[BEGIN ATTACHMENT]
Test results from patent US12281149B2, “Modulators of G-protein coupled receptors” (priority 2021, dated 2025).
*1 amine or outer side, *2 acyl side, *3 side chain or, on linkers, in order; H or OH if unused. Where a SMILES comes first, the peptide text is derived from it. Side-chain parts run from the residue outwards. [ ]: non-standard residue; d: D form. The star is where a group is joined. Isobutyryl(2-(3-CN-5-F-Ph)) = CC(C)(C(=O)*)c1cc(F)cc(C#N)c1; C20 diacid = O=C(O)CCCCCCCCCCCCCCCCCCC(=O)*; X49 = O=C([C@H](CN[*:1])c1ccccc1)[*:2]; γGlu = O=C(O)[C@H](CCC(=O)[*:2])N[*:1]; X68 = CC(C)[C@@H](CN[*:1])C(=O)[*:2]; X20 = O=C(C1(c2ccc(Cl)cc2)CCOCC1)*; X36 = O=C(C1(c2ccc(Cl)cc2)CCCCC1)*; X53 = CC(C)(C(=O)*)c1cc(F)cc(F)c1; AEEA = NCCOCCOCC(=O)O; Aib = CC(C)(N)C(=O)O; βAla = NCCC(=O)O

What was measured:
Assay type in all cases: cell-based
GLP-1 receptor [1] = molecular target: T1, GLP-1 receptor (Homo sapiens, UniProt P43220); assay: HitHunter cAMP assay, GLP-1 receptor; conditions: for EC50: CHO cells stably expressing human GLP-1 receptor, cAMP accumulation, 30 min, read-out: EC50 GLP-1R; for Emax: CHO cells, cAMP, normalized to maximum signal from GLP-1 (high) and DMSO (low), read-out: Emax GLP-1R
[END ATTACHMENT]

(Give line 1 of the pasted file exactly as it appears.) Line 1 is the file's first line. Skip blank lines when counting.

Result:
Test results from patent US12281149B2, “Modulators of G-protein coupled receptors” (priority 2021, dated 2025).